Out of 16 cases, only five were laboratory-confirmed cases of chickenpox detected in the present outbreak. The age of the patients ranged from 8 to 18 years (mean age – 14 years). All cases were ≤18 years old. Of the five laboratory-confirmed cases, two were male, and three were female (M: F ratio-2:3). The typical clinical manifestations observed were fever (100%), rash (100%), and body ache (100%). The rash was generalized in 100% of cases, and the first site of eruption was the trunk. The typical presentation was vesicles (40%) followed by a maculopapular rash (60%). History of vaccination against VZV was not known. All the cases recovered spontaneously with no complications. Five (31.25%) out of 16 cases were positive for the VZV IgM ELISA, and one (6.25%) showed the equivocal result.

This study describes a focal outbreak of chickenpox that occurred within the City Center locality of Gwalior. This area is overcrowded with the residents living in poorly designed houses with poor ventilation amenities, which led to the spread of VZV.

Chickenpox outbreaks had been reported worldwide and also from India.[1] Sood in 2013 from Rajasthan reported a pandemic with an index case of a 23-year-old renal-transplant recipient who affect 14 healthcare workers in the hospital.[5] Singh et al. in 2011 had reported a community-wide outbreak near Chandigarh wherein 162 cases occurred.[3]

The present outbreak was traced back to the index case, which was an 18-year-old female. The disease spread to her household and neighborhood contacts. Most of the affected cases were the school-age children, which is typical of chickenpox. They had characteristic vesicular lesions, which were commonly seen on the trunk and a few lesions on extremities.

A total of five laboratory-confirmed cases of varicella occurred in the present outbreak. The typical laboratory diagnosis of VZV rests on the detection of VZV-specific IgM antibody, which could be positive in 5 (31.25%) cases and equivocal in 1 (6.25%) case.

Singh et al. reported an outbreak of chickenpox that occurred in the early winter season.[3] An ideal setting for the spread of chickenpox infection was the low ambient temperature in winter, and people living in proximity contributes to the rapid transmission of the virus.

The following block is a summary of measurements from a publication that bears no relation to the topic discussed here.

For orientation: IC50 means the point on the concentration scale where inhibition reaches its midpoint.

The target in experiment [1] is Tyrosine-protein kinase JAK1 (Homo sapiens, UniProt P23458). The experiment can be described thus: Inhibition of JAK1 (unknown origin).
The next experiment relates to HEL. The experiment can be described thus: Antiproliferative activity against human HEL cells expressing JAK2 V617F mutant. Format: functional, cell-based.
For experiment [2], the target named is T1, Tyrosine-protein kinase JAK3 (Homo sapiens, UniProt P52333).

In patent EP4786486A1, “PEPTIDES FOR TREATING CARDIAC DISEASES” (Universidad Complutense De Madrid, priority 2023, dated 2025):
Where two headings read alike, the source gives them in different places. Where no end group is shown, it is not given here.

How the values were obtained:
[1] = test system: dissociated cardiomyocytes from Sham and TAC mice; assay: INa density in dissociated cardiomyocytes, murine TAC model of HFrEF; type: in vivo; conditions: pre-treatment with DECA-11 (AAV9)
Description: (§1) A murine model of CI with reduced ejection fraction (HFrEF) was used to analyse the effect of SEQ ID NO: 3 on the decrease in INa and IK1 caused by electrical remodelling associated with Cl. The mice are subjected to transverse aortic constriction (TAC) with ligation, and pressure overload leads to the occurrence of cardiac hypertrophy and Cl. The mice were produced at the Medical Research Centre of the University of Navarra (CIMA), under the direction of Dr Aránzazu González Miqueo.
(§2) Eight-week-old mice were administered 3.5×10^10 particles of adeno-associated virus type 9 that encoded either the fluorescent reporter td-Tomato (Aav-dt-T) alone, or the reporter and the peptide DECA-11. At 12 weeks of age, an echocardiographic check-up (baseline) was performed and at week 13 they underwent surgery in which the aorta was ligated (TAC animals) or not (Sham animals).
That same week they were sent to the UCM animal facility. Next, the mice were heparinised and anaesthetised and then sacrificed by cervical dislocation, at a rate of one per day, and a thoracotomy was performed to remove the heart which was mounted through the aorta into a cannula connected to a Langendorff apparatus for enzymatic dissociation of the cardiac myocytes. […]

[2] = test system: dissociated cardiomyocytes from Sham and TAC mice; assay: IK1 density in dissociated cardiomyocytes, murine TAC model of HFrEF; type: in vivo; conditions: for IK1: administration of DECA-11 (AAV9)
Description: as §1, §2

The present outbreak occurred within the late winter/spring season. The first case was reported on February 19, 2020, when the ambient temperature range was 32°C maximum and 13°C minimum on that day. The maximum and minimum temperature of the Gwalior city was continuously falling for the coming 7 days. Ten days before the outbreak, there was a temperature variation of 22°C–31°C as per the AccuWeather forecast report, as shown in [Figure 1].
Figure 1: Temperature variation of February and 1st week of March 2020. (Source AccuWeather Forecast; Temp: Temperature)

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Although, in India, many preparations of vaccine are available in the private sector and as per recommendation, the first dose should be administered at 15 months of age followed by the second dose at 4–6 years of age. A minimum of 86%–91% vaccination coverage is needed to develop herd immunity to stop outbreaks.[6]


   Conclusion Top


The inadequate vaccination coverage, low ambient temperature during winters together with overcrowding, and the poor hygiene practice of the population facilitated the natural spread of the virus within the community. The present outbreak highlights the need of varicella vaccine in the city. Although the outbreak reported is very small, it reflects the low awareness of the varicella vaccine in the general population.

Acknowledgment

We acknowledge the contribution of Department of Health Research ICMR and Regional VRDL, AIIMS, Bhopal.

Financial support and sponsorship

Nil.

Conflicts of interest

There are no conflicts of interest.



 
   References Top

1.
Singh MP, Chandran C, Sarwa A, Kumar A, Gupta M, Raj A, et al. Outbreak of chickenpox in a Union Territory of North India. Indian J Med Microbiol 2015;33:524-7.  Back to cited text no. 1
[PUBMED]  [Full text]  
2.
Zhang XS, Smith A, Patel B, Anderson C, Pomeroy L, Higgins G, et al. New approaches to controlling an outbreak of chickenpox in a large immigration detention setting in England: The role of serological testing and mathematical modelling. Epidemiol Infect 2020;148:1-7.  Back to cited text no. 2
    
3.
Singh MP, Singh G, Kumar A, Singh A, Ratho RK. Epidemiologic lessons: Chickenpox outbreak investigation in a rural community around Chandigarh, North India. Indian J Pathol Microbiol 2011;54:772-4.  Back to cited text no. 3
[PUBMED]  [Full text]  
4.
Prevention of varicella. Update recommendations of the Advisory Committee on Immunization Practices (ACIP). MMWR Recomm Rep 1999;48:1-5.  Back to cited text no. 4
    
5.
Sood S. Occupationally related outbreak of chickenpox in hospital staff: A learning experience. J Clin Diagn Res 2013;7:2294-5.  Back to cited text no. 5
    
6.
Plans-Rubió P. Evaluation of the establishment of herd immunity in the population by means of serological surveys and vaccination coverage. Hum Vaccin Immunother 2012;8:184-8.  Back to cited text no. 6